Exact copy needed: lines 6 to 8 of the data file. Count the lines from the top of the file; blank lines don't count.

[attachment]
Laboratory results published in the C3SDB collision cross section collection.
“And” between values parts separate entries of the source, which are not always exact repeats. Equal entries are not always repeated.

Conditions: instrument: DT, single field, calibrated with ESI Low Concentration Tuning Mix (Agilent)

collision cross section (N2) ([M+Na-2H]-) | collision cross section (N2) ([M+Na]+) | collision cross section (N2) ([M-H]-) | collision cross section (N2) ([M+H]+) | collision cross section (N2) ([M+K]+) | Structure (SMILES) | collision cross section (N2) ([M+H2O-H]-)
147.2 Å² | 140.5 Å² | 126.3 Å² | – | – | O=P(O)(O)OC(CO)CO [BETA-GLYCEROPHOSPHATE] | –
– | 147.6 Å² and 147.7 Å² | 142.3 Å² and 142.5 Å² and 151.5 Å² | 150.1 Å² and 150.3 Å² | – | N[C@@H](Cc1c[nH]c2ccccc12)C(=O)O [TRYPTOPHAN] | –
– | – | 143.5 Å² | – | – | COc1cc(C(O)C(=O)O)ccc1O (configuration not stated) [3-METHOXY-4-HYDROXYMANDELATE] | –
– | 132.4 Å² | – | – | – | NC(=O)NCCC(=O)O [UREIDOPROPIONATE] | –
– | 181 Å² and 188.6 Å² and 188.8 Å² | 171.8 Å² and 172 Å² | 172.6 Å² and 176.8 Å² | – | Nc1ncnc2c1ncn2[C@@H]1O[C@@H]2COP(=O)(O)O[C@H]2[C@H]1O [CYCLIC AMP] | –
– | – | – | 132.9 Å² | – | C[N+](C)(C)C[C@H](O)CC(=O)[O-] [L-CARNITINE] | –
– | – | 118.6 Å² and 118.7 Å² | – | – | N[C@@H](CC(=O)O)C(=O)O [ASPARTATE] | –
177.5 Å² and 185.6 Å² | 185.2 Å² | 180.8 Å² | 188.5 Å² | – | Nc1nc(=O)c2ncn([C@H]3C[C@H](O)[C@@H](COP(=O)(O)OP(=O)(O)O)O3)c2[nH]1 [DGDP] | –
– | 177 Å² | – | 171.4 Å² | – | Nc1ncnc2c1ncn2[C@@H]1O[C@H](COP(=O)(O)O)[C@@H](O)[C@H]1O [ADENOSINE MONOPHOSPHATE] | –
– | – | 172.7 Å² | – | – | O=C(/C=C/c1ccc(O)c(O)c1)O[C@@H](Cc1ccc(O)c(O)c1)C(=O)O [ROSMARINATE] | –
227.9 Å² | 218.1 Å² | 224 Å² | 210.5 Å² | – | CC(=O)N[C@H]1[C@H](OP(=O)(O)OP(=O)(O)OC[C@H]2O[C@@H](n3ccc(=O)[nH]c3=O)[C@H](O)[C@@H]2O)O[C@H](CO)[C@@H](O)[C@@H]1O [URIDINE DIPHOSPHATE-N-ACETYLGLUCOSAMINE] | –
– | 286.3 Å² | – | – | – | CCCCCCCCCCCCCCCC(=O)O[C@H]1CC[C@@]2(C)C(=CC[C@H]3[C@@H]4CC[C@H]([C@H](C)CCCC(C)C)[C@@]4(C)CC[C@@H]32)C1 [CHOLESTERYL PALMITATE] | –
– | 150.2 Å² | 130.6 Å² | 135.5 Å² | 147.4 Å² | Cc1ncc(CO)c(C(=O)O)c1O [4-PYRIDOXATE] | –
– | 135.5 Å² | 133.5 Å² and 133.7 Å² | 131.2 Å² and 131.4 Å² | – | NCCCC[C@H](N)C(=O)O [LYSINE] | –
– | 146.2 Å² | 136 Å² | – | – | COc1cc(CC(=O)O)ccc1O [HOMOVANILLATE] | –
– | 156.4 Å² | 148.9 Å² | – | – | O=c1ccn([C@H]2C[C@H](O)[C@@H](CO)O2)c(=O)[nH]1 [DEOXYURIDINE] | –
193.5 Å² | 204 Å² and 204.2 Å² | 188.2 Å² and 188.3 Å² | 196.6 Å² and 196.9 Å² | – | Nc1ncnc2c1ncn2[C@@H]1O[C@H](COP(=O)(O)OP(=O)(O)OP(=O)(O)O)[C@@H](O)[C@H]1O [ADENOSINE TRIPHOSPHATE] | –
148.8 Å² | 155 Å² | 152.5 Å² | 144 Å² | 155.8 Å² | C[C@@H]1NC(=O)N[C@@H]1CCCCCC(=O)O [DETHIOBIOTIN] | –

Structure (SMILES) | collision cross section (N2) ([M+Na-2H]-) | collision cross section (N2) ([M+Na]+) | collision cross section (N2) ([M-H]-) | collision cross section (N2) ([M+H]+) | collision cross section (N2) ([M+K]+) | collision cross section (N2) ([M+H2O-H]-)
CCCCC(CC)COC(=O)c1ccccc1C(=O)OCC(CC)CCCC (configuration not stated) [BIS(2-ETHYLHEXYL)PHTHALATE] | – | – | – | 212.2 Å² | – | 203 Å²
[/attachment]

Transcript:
– | 147.6 Å² and 147.7 Å² | 142.3 Å² and 142.5 Å² and 151.5 Å² | 150.1 Å² and 150.3 Å² | – | N[C@@H](Cc1c[nH]c2ccccc12)C(=O)O [TRYPTOPHAN] | –
– | – | 143.5 Å² | – | – | COc1cc(C(O)C(=O)O)ccc1O (configuration not stated) [3-METHOXY-4-HYDROXYMANDELATE] | –
– | 132.4 Å² | – | – | – | NC(=O)NCCC(=O)O [UREIDOPROPIONATE] | –